Starring: Gerard Butler, Aaron Eckhart, Morgan Freeman
Directed by: Antoine Fuqua (“Training Day”)
Written by: Creighton Rothenberger (debut) and Katrin Benedikt (debut)
Yes! Yes, Gerard Butler, “Olympus Has Fallen” is exactly the kind of film you should be making nonstop! Enough with the horrible romantic comedies. They absolutely do not work with you in the lead, and society is general is worse off for having to experience them. Stick to action and we’ll all be golden, okay? Even if the screenplay is utter crap. We can deal with that as long as there are some cool explosions and fistfights and such.
In “Olympus Has Fallen,” Butler stars as Mike Banning, a dedicated Secret Service agent tasked with protecting President Asher (Aaron Eckhart), First Lady Margaret Asher (Ashley Judd), and their young son Connor (Finley Jacobsen). After a terrible accident leaves Banning disgraced, he is moved from the President’s detail and reassigned to a desk job at the U.S. Treasury. Eighteen months later, when a rogue C-130 gunship soars over Washington, DC, mowing down citizens and law enforcement alike in a hail of bullets, Banning springs into action. The target is the White House (code named Olympus). When the building is taken by foreign terrorists, Banning slips inside and becomes the last hope for saving President Asher–and the nation itself.
If you aren’t the kind of moviegoer who can sit back and let the testosterone and jingoism of a political action film just wash over you, then “Olympus Has Fallen” makes an easy target for scorn. The script from first-timers Creighton Rothenberger and Katrin Benedikt is overflowing with action movie cliches and is unashamedly aping “Die Hard.” Butler delivers another meathead performance, complete with an American accent as shoddy as the special effects on display. And Morgan Freeman (as the Speaker of the House pushed into action when both the President and Vice-President are held captive) is clearly phoning it in after having played roles like this seemingly dozens of times. Throw in unstoppable super-weapons, genius computer hackers, and a sneering foreign villain along with everything else and you’ve got the recipe for Generic Action Movie #876, right?
Well, yeah. But in spite of it all, it still works. The “what if?” scenario of the White House succumbing to a terrorist assault is juicy stuff, and it’s hard to get tired of Butler tossing out curse-laden one liners while stabbing bad guys in the brain. And as the Secretary of Defense, Melissa Leo is having a blast as she gets to spit foul-mouthed venom in the face of her captors. When she’s dragged down a hallway screaming the Pledge of Allegiance (as corny as it may be), it’s hard to not be on the edge of your seat waiting for Butler to come to her rescue and put a bullet in someone’s face.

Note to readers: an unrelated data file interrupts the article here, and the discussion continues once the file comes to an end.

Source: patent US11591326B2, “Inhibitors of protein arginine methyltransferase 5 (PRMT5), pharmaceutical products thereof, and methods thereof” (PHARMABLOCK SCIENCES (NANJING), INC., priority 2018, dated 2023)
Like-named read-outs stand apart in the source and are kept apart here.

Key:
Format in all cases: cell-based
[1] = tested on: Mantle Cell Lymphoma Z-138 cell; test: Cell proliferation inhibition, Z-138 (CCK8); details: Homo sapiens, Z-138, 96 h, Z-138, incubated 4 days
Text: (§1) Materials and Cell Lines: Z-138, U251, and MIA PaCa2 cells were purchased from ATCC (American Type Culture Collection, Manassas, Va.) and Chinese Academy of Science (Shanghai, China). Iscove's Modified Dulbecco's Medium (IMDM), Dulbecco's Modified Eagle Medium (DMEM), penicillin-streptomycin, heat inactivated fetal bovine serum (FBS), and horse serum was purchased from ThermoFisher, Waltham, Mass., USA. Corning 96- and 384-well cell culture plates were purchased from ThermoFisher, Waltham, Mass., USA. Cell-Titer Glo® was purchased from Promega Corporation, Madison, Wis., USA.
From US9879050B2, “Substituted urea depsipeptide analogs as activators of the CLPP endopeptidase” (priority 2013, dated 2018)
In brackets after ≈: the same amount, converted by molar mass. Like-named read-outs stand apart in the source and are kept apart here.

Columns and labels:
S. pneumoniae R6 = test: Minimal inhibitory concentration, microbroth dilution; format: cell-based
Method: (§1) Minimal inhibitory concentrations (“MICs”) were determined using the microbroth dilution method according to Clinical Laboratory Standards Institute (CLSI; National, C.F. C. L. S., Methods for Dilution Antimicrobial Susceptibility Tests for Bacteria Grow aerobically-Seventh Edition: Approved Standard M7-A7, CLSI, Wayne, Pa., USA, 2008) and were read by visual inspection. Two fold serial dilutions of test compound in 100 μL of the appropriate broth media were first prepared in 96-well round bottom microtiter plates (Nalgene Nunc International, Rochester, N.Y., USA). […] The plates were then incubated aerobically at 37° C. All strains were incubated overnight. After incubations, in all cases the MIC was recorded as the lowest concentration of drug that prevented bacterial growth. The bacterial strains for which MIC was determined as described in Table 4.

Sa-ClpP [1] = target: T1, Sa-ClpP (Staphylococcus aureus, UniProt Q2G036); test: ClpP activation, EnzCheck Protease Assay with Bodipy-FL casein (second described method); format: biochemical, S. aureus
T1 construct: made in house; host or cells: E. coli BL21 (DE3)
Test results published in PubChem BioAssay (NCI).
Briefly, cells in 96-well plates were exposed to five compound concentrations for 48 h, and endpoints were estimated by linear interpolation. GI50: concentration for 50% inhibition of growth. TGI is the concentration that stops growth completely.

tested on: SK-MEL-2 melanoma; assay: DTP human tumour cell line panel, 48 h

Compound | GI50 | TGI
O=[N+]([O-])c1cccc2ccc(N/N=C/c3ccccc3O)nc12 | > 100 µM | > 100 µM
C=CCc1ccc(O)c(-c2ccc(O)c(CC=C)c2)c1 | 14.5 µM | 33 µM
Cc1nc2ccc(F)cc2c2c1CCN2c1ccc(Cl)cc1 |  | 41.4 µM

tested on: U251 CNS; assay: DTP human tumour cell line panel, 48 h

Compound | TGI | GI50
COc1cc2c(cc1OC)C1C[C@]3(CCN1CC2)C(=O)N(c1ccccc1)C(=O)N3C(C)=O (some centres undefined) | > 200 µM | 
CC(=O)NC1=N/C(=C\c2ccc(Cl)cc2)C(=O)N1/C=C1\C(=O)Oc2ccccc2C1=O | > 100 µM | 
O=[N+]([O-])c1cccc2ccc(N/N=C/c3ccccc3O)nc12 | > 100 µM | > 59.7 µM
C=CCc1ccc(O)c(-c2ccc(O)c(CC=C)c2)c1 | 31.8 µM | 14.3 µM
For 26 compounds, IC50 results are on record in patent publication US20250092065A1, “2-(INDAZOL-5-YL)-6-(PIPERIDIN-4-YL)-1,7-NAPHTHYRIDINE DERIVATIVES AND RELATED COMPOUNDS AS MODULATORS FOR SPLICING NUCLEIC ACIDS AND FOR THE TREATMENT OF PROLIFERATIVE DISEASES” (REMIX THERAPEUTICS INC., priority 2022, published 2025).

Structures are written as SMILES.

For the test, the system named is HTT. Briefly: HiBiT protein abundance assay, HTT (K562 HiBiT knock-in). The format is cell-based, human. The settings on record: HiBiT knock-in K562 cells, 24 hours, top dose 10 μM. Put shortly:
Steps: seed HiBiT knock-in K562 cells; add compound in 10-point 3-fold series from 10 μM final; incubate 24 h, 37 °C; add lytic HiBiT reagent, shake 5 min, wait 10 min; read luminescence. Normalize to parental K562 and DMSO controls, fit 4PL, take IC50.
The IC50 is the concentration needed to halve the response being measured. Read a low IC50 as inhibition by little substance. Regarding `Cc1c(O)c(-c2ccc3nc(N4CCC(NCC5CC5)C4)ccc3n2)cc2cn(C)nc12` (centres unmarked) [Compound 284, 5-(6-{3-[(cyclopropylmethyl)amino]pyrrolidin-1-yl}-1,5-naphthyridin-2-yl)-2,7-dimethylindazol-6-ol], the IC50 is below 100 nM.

Starring: Richard Gere, Don Chedle, Ethan Hawke
Directed by: Antoine Fuqua (“Shooter”)
Written by: Michael C. Martin (debut)
Someone really needs to start a Save the Squibs campaign in Hollywood. Those tiny little explosive devices used in the movies to pop packets of fake blood and create the effect of someone getting shot are being wasted. While squibs are fairly cheap in comparison to other special effects, the cost can add up if you use them as gratuitously as director Antoine Fuqua does in his latest dirty-cop film “Brooklyn’s Finest.” It’s a violent, mind-numbing, and generic cop flick that kicks down the door with guns blazing and has nothing new to say.
Despite the overemphasis on the brutality of life in the hood, the blood spurting is not the real problem. Fuqua filled Denzel Washington with bullet holes at the end of his Academy Award-winning performance in “Training Day” in 2001 and that violent scene was shot to perfection. What doesn’t work in “Finest,” however, is Fuqua inability to detach himself in any way from first-time screenwriter Michael C. Martin’s horribly clichéd script and his failure to differentiate intense performances with overacting.
In “Finest,” three New York City police officers play the pawns of this wannabe gritty drama. Richard Gere (“Nights in Rodanthe”) is Eddie, a veteran cop with an alcohol problem who is only a week away from retirement. You get a sense of who he is when he rolls out of bed and into a bottle of Jack. He’s also in love with a prostitute, but the script doesn’t really explain why. Don Cheadle (“Traitor”) is Tango, an undercover cop who is caught up in the criminal underworld and hope he can soon transfer to a cozy desk job. His last assignment: to put the sting on a criminal friend (Wesley Snipes) who just happened to save his life. Ethan Hawke (“Training Day”) is Sal, a crooked cop who starts stealing drug money so he can buy a new home for his growing family.
As Gere, Cheadle, and Hawke hobble through the motions, Martin’s haphazard story structure quickly falls apart before it even begins. If there is supposed to be some kind of statement about the injustices in black America or how faith can’t always heal a reckless soul, Fuqua and Martin miss the mark. “Finest” becomes a hopeless narrative sew together with weakly-written characters with nothing to live for and no reason to change.
Without any emotion invested in any of the officers, there is not much to be concerned over when bodies begin to hit the floor and Fuqua starts thinking he is Francis Ford Coppola and Martin Scorsese. Even when his stock was at it’s highest nine years ago, he still didn’t come close.